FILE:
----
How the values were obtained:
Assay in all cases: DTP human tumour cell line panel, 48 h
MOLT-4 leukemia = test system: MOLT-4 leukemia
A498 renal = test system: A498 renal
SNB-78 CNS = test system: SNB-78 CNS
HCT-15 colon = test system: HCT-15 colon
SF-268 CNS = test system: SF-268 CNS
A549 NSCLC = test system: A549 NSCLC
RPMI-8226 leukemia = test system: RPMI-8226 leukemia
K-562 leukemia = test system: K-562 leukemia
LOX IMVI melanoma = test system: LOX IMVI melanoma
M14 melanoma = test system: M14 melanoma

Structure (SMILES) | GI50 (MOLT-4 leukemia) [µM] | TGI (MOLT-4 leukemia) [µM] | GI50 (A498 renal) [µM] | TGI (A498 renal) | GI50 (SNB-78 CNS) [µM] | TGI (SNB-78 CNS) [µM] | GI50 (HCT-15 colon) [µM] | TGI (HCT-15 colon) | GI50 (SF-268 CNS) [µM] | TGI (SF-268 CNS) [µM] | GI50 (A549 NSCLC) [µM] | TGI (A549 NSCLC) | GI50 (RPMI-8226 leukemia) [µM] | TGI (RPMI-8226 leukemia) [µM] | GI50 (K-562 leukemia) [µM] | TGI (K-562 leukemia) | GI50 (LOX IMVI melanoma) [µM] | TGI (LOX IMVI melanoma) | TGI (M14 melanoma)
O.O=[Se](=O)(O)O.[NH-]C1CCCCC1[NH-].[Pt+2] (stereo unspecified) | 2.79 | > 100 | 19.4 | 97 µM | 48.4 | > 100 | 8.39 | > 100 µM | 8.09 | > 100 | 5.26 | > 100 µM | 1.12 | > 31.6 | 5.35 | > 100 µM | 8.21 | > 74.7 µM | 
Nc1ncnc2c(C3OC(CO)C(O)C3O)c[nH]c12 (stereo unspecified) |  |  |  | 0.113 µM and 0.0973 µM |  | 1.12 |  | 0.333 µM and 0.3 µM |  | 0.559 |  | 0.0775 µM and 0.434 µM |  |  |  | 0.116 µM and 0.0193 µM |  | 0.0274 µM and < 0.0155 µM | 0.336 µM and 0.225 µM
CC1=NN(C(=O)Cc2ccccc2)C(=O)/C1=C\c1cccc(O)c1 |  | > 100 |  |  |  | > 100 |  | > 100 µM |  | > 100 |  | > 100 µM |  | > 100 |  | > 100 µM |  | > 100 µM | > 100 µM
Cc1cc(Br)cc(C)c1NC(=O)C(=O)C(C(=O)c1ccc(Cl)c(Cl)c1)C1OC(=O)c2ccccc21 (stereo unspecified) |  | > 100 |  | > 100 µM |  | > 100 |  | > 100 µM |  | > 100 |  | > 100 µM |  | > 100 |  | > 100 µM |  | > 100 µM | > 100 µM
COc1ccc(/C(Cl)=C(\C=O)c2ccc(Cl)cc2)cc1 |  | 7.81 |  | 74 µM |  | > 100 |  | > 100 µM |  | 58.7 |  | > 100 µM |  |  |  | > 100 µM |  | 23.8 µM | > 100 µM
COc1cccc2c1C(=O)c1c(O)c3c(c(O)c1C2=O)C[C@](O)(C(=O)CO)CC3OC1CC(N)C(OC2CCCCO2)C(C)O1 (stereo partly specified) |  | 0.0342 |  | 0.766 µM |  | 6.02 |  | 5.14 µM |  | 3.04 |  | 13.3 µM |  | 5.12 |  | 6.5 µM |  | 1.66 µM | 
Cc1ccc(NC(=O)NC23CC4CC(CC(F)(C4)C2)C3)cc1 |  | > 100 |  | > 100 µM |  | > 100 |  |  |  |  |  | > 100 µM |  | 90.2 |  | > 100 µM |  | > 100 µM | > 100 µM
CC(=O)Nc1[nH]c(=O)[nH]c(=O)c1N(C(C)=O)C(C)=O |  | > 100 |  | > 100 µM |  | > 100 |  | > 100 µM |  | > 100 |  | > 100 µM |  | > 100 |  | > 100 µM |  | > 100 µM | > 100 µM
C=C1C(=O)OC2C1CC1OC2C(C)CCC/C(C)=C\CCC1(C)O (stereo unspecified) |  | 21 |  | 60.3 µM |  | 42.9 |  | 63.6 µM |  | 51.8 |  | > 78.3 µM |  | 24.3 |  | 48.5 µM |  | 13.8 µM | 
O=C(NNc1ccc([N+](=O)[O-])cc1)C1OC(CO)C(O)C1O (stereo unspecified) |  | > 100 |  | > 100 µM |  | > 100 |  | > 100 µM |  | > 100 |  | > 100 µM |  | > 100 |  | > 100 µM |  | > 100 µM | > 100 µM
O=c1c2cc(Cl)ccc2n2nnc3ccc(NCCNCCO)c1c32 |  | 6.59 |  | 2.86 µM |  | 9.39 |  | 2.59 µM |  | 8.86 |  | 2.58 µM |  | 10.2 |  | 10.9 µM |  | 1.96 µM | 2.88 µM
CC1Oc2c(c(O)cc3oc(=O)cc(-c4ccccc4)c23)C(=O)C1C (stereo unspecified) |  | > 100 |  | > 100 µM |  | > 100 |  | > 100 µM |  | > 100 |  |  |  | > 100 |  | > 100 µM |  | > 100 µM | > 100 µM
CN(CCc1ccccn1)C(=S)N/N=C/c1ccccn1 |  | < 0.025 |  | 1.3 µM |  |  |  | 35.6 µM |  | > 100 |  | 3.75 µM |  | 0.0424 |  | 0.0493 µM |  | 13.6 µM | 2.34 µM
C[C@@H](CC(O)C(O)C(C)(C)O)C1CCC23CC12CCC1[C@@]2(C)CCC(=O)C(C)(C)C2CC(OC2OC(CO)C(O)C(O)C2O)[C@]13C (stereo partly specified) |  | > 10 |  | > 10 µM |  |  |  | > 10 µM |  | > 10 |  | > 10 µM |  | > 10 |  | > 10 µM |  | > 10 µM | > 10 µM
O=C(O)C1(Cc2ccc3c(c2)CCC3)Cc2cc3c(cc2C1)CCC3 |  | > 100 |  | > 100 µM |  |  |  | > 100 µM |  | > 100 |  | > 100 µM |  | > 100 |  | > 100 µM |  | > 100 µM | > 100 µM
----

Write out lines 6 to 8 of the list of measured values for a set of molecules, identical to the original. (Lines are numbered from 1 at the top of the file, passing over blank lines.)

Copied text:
HCT-15 colon = test system: HCT-15 colon
SF-268 CNS = test system: SF-268 CNS
A549 NSCLC = test system: A549 NSCLC